I'm having problems creating a reliable model to forecast this time series (quarterly data):

3235 3050 3045 2507 2346 2360 2396 2577 2518 2518 2683 2714 2711 2711 2731 2551 2474 2516 2526 3264 2569 2480 2885 3028 2913 3092 3091 3202 3143 3256 3106 2917 3184 3381 3343 3608 4152 3948 3839 3474 

I'm using the library(forecast) from R. I specified several models like this:

model1 <- Arima(mydata, order=c(0,1,0), seasonal=list(order=c(0,1,1),period=4))
model2 <- Arima(mydata, order=c(0,0,0), seasonal=list(order=c(0,1,1),period=4),include.constant = TRUE)

Variations of the last one with mean and drift and many more.

I get poor results when I test the models with 80% of the data over the remaining 20%.

The issue is the seasonality (cycle) because my data begins with one peak, then in the 20th period has another peak and then in periods 37th, 38th and 39th peaks again. So the seasonality is not constant every 20 periods and based on latest data points I can have more than peak next to the other. I changed the parameter "period=4" to "period=17 or 18 or 19", but results still far from optimal.

I tried with external variables without success.

Any ideas or advice?

Should I be using something different from ARIMA? Maybe via intervention variables? (I don't know how to do it in R). Any smoothing technique?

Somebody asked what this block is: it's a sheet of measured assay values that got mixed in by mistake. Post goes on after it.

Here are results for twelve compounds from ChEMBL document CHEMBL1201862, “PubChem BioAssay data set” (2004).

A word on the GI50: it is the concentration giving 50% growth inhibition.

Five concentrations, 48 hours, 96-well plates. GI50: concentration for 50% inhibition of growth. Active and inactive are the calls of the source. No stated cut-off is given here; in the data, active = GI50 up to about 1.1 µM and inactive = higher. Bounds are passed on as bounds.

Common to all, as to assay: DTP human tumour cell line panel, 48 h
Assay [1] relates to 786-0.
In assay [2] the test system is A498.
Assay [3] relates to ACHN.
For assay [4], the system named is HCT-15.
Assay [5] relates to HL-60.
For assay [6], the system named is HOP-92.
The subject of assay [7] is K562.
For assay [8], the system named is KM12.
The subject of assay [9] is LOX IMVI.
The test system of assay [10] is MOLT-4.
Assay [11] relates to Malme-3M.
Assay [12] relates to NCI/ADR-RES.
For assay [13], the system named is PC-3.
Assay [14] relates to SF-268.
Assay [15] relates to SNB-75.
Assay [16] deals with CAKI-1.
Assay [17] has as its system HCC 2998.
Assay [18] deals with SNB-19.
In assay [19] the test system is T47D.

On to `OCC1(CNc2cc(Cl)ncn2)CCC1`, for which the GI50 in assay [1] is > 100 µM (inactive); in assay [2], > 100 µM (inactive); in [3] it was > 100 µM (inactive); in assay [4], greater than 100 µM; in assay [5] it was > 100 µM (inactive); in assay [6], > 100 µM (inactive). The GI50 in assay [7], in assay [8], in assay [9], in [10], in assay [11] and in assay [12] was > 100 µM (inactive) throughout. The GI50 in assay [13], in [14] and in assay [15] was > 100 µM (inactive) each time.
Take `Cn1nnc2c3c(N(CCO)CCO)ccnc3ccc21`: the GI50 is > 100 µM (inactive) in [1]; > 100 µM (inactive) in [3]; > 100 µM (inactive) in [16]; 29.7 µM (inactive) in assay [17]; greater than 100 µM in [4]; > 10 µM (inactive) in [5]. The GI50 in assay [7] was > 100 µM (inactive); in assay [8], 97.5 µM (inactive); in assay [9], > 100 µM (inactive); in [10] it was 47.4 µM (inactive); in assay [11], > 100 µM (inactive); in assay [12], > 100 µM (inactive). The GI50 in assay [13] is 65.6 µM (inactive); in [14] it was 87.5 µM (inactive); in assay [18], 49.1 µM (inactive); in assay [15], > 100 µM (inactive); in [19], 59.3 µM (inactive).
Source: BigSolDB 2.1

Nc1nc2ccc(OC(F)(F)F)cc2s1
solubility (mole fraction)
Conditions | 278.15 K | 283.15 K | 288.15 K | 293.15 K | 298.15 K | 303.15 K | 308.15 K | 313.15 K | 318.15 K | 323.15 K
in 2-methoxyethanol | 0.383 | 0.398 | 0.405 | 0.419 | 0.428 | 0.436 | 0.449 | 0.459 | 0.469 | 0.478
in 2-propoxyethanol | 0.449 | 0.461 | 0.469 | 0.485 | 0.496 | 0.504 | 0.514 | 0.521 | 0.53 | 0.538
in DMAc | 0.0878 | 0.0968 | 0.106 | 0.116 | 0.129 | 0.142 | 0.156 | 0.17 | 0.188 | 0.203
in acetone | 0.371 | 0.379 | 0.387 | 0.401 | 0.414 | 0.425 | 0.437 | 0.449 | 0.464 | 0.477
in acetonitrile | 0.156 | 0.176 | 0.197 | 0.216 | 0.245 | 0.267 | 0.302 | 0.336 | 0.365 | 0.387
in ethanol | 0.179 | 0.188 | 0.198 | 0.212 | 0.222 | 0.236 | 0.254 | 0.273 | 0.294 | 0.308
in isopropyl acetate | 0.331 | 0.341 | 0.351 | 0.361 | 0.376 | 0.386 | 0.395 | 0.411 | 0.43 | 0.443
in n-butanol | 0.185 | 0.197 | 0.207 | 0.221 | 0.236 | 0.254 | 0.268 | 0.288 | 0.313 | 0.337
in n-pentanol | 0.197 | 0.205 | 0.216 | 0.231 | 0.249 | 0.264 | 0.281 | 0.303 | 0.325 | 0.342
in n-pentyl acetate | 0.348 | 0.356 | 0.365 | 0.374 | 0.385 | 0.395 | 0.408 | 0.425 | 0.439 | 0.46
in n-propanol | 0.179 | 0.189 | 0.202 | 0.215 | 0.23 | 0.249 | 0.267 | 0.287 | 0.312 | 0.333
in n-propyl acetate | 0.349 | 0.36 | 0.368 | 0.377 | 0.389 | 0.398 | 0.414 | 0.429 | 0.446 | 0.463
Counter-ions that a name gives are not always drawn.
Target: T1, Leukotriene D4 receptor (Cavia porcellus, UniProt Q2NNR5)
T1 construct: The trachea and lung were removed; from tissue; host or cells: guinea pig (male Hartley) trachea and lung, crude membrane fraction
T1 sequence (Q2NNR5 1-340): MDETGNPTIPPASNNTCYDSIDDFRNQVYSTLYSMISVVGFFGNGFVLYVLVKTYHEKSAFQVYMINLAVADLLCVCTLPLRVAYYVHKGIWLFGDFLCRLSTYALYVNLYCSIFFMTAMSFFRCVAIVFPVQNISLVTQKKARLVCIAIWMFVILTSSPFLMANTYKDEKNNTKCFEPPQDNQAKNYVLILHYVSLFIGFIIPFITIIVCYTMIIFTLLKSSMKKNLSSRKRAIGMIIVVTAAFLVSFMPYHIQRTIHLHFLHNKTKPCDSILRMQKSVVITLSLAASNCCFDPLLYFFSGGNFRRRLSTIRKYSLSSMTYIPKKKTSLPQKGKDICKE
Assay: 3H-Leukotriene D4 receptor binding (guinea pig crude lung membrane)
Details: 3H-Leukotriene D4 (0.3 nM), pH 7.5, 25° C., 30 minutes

Can anybody provide some code? Or point out to methods or libraries for this problem?

  • $\begingroup$ is too extreme to take 2 seasonal differences and change the parameter "period=9"? $\endgroup$ – ceteris_paribus Jun 1 '18 at 4:28
  • $\begingroup$ I got better results, but seems too much for the number of data points I have $\endgroup$ – ceteris_paribus Jun 1 '18 at 4:28

You have 40 data points, and it is quarterly data, your seasonality should be yearly.

According to this plot, I don't see any evidence for seasonality. There is possible an additive trend component at best. enter image description here


Your 40 values do exhibit a quarterly effect requiring seasonal differences. You need to incorporate interventions.

The ACF of the original series is dampened by the 5 exceptional values/pulses/intereventions which tend to downwards bias the true acf due to the inflated variance. enter image description here .

The AIC should be calculated from residuals using models that control for intervention administration, otherwise the intervention effects are taken to be Gaussian noise, underestimating the actual model's autoregressive effect and thus miscalculates the model parameters which leads directly to an incorrect error sum of squares and ultimately an incorrect AIC and ultimately bad model identification.

Additionally there are 5 identifiable pulses .enter image description here and enter image description here and enter image description here leading to the following acf of the residuals enter image description here suggesting sufficiency. The model is (1,0,0)(0,1,0) 4 .


Your Answer

By clicking “Post Your Answer”, you agree to our terms of service, privacy policy and cookie policy

Not the answer you're looking for? Browse other questions tagged or ask your own question.